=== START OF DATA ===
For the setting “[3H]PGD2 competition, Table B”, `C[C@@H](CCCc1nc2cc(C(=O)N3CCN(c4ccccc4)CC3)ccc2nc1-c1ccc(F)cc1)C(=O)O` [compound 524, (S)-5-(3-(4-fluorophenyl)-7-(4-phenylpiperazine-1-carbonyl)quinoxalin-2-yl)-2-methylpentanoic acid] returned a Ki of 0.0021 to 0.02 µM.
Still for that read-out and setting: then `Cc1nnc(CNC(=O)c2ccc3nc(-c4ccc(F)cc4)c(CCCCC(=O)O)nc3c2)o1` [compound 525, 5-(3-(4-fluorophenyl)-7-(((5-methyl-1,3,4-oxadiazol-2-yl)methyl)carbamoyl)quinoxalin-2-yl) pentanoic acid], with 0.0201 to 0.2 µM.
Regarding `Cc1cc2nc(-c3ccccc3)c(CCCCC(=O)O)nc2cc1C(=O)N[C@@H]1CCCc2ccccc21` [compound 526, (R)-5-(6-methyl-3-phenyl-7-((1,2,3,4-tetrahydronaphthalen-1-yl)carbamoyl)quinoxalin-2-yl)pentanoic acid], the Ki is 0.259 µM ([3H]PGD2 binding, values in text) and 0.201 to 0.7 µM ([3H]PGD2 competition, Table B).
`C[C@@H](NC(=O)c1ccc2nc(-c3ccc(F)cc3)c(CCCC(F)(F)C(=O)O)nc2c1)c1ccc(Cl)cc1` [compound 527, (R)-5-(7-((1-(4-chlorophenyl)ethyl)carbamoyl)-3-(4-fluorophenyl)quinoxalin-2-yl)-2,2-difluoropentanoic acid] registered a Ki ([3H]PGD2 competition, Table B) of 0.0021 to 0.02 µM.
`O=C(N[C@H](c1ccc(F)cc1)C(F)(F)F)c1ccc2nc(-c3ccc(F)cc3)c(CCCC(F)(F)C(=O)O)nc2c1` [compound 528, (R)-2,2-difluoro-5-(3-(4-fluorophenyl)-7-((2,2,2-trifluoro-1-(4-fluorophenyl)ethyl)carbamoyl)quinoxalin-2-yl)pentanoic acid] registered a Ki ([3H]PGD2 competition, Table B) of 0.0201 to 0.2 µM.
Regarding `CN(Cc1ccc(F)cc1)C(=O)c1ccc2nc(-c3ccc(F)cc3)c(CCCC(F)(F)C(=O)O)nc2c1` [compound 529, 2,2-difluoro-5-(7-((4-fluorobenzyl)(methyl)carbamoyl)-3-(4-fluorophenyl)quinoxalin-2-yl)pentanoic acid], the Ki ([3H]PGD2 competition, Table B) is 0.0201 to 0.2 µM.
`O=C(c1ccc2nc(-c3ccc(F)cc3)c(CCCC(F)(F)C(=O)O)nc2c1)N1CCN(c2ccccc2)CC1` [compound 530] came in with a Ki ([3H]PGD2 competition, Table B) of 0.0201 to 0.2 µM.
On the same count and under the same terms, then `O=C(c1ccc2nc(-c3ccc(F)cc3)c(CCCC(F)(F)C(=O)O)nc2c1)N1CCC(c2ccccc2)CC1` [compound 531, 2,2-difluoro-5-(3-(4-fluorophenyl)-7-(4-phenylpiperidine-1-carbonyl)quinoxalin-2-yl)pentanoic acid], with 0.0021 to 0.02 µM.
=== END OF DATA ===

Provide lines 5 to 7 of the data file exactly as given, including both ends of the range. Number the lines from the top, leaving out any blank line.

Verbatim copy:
`O=C(N[C@H](c1ccc(F)cc1)C(F)(F)F)c1ccc2nc(-c3ccc(F)cc3)c(CCCC(F)(F)C(=O)O)nc2c1` [compound 528, (R)-2,2-difluoro-5-(3-(4-fluorophenyl)-7-((2,2,2-trifluoro-1-(4-fluorophenyl)ethyl)carbamoyl)quinoxalin-2-yl)pentanoic acid] registered a Ki ([3H]PGD2 competition, Table B) of 0.0201 to 0.2 µM.
Regarding `CN(Cc1ccc(F)cc1)C(=O)c1ccc2nc(-c3ccc(F)cc3)c(CCCC(F)(F)C(=O)O)nc2c1` [compound 529, 2,2-difluoro-5-(7-((4-fluorobenzyl)(methyl)carbamoyl)-3-(4-fluorophenyl)quinoxalin-2-yl)pentanoic acid], the Ki ([3H]PGD2 competition, Table B) is 0.0201 to 0.2 µM.
`O=C(c1ccc2nc(-c3ccc(F)cc3)c(CCCC(F)(F)C(=O)O)nc2c1)N1CCN(c2ccccc2)CC1` [compound 530] came in with a Ki ([3H]PGD2 competition, Table B) of 0.0201 to 0.2 µM.